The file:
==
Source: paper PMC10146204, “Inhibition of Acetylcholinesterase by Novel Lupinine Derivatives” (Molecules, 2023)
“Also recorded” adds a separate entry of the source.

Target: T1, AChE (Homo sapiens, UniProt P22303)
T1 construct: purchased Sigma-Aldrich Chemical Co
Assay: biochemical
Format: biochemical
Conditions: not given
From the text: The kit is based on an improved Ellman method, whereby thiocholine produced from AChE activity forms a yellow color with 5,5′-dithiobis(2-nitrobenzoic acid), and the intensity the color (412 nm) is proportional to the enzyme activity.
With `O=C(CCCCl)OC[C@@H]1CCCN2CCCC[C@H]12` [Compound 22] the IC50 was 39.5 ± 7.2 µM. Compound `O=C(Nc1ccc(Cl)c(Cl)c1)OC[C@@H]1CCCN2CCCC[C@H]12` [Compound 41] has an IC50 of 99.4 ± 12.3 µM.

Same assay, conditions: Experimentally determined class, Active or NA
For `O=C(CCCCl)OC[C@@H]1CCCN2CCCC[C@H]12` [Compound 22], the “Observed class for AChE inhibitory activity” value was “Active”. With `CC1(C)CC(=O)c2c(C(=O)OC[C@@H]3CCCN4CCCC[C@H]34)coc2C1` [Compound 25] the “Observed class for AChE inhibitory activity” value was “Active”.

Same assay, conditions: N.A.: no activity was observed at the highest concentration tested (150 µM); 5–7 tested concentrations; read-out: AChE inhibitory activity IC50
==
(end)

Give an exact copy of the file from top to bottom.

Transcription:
Source: paper PMC10146204, “Inhibition of Acetylcholinesterase by Novel Lupinine Derivatives” (Molecules, 2023)
“Also recorded” adds a separate entry of the source.

Target: T1, AChE (Homo sapiens, UniProt P22303)
T1 construct: purchased Sigma-Aldrich Chemical Co
Assay: biochemical
Format: biochemical
Conditions: not given
From the text: The kit is based on an improved Ellman method, whereby thiocholine produced from AChE activity forms a yellow color with 5,5′-dithiobis(2-nitrobenzoic acid), and the intensity the color (412 nm) is proportional to the enzyme activity.
With `O=C(CCCCl)OC[C@@H]1CCCN2CCCC[C@H]12` [Compound 22] the IC50 was 39.5 ± 7.2 µM. Compound `O=C(Nc1ccc(Cl)c(Cl)c1)OC[C@@H]1CCCN2CCCC[C@H]12` [Compound 41] has an IC50 of 99.4 ± 12.3 µM.

Same assay, conditions: Experimentally determined class, Active or NA
For `O=C(CCCCl)OC[C@@H]1CCCN2CCCC[C@H]12` [Compound 22], the “Observed class for AChE inhibitory activity” value was “Active”. With `CC1(C)CC(=O)c2c(C(=O)OC[C@@H]3CCCN4CCCC[C@H]34)coc2C1` [Compound 25] the “Observed class for AChE inhibitory activity” value was “Active”.

Same assay, conditions: N.A.: no activity was observed at the highest concentration tested (150 µM); 5–7 tested concentrations; read-out: AChE inhibitory activity IC50